[ClusterLabs] Is corosync supposed to be restarted if it fies?

Jan Pokorný jpokorny at redhat.com
Wed Nov 29 16:42:56 EST 2017

On 29/11/17 22:00 +0100, Jan Pokorný wrote:
> On 28/11/17 22:35 +0300, Andrei Borzenkov wrote:
>> 28.11.2017 13:01, Jan Pokorný пишет:
>>> On 27/11/17 17:43 +0300, Andrei Borzenkov wrote:
>>>> Отправлено с iPhone
>>>>> 27 нояб. 2017 г., в 14:36, Ferenc Wágner <wferi at niif.hu> написал(а):
>>>>> Andrei Borzenkov <arvidjaar at gmail.com> writes:
>>>>>> 25.11.2017 10:05, Andrei Borzenkov пишет:
>>>>>>> In one of guides suggested procedure to simulate split brain was to kill
>>>>>>> corosync process. It actually worked on one cluster, but on another
>>>>>>> corosync process was restarted after being killed without cluster
>>>>>>> noticing anything. Except after several attempts pacemaker died with
>>>>>>> stopping resources ... :)
>>>>>>> This is SLES12 SP2; I do not see any Restart in service definition so it
>>>>>>> probably not systemd.
>>>>>> FTR - it was not corosync, but pacemakker; its unit file specifies
>>>>>> RestartOn=error so killing corosync caused pacemaker to fail and be
>>>>>> restarted by systemd.
>>>>> And starting corosync via a Requires dependency?
>>>> Exactly.
>>> From my testing it looks like we should change
>>> "Requires=corosync.service" to "BindsTo=corosync.service"
>>> in pacemaker.service.
>>> Could you give it a try?
>> I'm not sure what is expected outcome, but pacemaker.service is still
>> restarted (due to Restart=on-failure).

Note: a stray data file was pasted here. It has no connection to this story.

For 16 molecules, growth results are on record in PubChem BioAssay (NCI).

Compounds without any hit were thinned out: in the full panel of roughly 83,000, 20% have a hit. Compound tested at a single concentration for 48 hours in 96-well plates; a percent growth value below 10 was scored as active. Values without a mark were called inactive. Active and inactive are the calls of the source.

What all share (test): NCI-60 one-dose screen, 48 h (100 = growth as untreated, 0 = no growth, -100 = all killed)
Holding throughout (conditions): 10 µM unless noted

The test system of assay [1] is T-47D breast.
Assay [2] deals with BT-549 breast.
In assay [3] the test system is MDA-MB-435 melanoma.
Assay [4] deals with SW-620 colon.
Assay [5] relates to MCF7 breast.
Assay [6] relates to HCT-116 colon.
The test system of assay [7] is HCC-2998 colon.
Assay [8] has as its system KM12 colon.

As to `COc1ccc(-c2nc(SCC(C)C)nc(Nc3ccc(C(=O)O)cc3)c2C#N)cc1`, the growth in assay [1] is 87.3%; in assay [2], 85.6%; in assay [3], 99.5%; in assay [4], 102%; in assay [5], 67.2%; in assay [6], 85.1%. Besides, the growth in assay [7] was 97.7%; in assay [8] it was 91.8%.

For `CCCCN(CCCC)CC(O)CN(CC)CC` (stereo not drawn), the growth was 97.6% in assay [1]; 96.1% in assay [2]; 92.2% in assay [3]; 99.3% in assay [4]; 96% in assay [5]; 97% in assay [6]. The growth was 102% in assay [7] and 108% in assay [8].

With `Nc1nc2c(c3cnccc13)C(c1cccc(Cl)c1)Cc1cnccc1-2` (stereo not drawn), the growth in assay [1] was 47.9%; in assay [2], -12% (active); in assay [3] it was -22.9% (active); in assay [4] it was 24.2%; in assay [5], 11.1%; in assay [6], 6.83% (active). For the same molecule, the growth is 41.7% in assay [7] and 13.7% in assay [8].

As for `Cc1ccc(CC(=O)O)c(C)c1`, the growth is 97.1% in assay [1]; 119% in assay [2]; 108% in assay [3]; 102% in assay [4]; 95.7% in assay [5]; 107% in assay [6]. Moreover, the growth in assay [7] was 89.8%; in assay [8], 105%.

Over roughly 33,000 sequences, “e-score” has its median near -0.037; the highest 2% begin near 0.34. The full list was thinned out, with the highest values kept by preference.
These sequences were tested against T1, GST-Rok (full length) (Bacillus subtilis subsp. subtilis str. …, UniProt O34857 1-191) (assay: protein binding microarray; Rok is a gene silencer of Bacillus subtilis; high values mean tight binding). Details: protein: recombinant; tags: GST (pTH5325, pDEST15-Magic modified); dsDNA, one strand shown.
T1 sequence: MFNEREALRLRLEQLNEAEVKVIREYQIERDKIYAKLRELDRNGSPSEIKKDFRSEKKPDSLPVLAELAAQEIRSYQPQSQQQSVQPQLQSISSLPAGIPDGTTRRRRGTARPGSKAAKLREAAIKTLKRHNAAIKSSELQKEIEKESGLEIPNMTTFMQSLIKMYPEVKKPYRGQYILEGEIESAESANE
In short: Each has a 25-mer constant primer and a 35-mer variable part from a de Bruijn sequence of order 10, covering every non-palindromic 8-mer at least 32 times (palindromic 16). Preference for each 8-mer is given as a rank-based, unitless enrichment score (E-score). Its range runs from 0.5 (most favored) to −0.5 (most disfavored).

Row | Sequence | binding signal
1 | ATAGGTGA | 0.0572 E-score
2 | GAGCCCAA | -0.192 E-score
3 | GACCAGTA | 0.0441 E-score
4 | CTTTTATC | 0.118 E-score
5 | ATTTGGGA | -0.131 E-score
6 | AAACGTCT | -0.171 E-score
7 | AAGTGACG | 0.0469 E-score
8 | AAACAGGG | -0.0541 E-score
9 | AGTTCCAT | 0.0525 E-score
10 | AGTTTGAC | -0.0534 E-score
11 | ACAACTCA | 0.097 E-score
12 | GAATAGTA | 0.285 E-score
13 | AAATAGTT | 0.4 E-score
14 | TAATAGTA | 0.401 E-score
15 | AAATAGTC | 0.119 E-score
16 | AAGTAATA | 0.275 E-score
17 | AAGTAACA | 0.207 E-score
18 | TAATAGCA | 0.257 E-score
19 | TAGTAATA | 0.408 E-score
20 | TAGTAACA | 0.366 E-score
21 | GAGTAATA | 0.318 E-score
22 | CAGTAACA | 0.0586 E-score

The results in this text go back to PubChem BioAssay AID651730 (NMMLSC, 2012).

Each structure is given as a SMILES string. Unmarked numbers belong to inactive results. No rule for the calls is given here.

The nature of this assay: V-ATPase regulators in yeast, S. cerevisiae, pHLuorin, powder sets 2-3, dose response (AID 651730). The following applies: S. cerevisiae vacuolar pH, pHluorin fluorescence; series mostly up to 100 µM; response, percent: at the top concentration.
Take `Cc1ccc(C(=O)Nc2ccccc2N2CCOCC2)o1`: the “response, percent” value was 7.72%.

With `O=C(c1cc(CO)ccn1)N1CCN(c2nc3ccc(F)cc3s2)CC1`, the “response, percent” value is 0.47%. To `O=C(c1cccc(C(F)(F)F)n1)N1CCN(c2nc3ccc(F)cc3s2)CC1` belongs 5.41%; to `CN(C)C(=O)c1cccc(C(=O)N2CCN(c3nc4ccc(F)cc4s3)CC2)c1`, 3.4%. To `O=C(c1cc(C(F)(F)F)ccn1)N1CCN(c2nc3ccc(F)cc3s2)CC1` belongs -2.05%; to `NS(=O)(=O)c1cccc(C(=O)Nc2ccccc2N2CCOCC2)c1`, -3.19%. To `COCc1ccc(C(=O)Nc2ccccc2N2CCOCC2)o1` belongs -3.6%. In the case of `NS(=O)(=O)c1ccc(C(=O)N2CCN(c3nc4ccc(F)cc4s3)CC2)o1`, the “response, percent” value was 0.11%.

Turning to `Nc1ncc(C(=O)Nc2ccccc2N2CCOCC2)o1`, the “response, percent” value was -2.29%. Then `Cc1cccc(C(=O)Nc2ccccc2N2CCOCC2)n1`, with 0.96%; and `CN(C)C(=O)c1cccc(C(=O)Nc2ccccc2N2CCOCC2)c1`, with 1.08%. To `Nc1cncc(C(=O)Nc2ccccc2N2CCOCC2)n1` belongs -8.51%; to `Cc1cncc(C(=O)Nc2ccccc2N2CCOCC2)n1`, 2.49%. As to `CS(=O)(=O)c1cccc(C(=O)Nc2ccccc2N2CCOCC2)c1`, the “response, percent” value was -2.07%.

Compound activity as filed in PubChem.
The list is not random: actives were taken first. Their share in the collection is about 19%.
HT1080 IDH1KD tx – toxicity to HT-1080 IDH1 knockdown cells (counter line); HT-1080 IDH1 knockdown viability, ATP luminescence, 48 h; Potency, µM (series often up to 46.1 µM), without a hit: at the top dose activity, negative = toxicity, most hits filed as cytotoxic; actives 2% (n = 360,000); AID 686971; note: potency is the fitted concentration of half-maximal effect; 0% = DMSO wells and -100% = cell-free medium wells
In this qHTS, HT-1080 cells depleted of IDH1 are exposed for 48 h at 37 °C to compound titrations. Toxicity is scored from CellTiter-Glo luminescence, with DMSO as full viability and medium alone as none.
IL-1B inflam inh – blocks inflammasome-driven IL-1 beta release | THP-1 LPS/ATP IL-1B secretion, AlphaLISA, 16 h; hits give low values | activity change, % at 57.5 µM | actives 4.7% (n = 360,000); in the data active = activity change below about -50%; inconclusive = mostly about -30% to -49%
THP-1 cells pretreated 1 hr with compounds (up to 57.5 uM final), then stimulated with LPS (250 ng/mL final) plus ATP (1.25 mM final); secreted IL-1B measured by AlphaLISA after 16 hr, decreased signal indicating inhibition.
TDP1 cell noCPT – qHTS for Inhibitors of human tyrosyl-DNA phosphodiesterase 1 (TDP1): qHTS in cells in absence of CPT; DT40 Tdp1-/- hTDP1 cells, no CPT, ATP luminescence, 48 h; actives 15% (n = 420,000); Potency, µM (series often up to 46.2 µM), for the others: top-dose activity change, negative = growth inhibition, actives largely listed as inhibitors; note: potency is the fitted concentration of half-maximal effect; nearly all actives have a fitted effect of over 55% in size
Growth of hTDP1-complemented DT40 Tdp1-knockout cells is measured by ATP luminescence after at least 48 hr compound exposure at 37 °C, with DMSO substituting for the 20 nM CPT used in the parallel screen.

> Expected outcome is that pacemaker.service will become
> "inactive (dead)" after killing corosync (as a result of being
> "bound" by pacemaker).  Have you indeed issued "systemctl
> daemon-reload" after updating the pacemaker unit file?
> (FTR, I tried with systemd 235).
>> If intention is to unconditionally stop it when corosync dies,
>> pacemaker should probably exit with unique code and unit files have
>> RestartPreventExitStatus set to it.
> That would be an elaborate way to reach the same.
> But good point in questioning what's the "best intention" around these
> scenarios -- normally, fencing would happen, but as you note, the node
> had actually survived by being fast enough to put corosync back to
> life, and from there, whether it adds any value to have pacemaker
> restarted on non-clean terminations at all.  I don't know.
> Would it make more sense to have FailureAction=reboot-immediate to
> at least in part emulate the fencing instead?

Although the restart may be also blazingly fast in some cases,
not making much difference except for taking all the previously
running resources forcibly down as an extra step, which may be
either good or bad.

Jan (Poki)
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